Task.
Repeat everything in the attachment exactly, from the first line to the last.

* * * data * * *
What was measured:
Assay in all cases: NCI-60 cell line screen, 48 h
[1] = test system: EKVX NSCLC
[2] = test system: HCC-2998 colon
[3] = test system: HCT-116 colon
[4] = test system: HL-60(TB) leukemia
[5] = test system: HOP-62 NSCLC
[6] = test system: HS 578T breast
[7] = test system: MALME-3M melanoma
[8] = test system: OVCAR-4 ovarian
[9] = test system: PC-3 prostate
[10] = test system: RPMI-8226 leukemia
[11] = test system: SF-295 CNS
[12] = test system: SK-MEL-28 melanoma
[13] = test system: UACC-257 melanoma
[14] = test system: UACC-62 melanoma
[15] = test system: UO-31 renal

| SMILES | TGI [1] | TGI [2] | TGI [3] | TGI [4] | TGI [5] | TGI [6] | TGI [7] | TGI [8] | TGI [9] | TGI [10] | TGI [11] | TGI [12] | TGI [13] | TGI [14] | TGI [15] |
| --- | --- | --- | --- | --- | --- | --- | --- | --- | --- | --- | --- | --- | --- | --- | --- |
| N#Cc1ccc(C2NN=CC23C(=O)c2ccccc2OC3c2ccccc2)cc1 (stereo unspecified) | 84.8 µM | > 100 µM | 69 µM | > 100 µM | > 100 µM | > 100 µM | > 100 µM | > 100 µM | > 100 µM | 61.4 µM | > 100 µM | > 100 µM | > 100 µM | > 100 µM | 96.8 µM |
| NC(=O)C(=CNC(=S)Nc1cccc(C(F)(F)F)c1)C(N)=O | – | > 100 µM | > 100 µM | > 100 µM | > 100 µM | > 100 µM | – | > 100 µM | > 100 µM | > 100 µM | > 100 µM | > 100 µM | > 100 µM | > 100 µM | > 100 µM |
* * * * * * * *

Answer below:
What was measured:
Assay in all cases: NCI-60 cell line screen, 48 h
[1] = test system: EKVX NSCLC
[2] = test system: HCC-2998 colon
[3] = test system: HCT-116 colon
[4] = test system: HL-60(TB) leukemia
[5] = test system: HOP-62 NSCLC
[6] = test system: HS 578T breast
[7] = test system: MALME-3M melanoma
[8] = test system: OVCAR-4 ovarian
[9] = test system: PC-3 prostate
[10] = test system: RPMI-8226 leukemia
[11] = test system: SF-295 CNS
[12] = test system: SK-MEL-28 melanoma
[13] = test system: UACC-257 melanoma
[14] = test system: UACC-62 melanoma
[15] = test system: UO-31 renal

| SMILES | TGI [1] | TGI [2] | TGI [3] | TGI [4] | TGI [5] | TGI [6] | TGI [7] | TGI [8] | TGI [9] | TGI [10] | TGI [11] | TGI [12] | TGI [13] | TGI [14] | TGI [15] |
| --- | --- | --- | --- | --- | --- | --- | --- | --- | --- | --- | --- | --- | --- | --- | --- |
| N#Cc1ccc(C2NN=CC23C(=O)c2ccccc2OC3c2ccccc2)cc1 (stereo unspecified) | 84.8 µM | > 100 µM | 69 µM | > 100 µM | > 100 µM | > 100 µM | > 100 µM | > 100 µM | > 100 µM | 61.4 µM | > 100 µM | > 100 µM | > 100 µM | > 100 µM | 96.8 µM |
| NC(=O)C(=CNC(=S)Nc1cccc(C(F)(F)F)c1)C(N)=O | – | > 100 µM | > 100 µM | > 100 µM | > 100 µM | > 100 µM | – | > 100 µM | > 100 µM | > 100 µM | > 100 µM | > 100 µM | > 100 µM | > 100 µM | > 100 µM |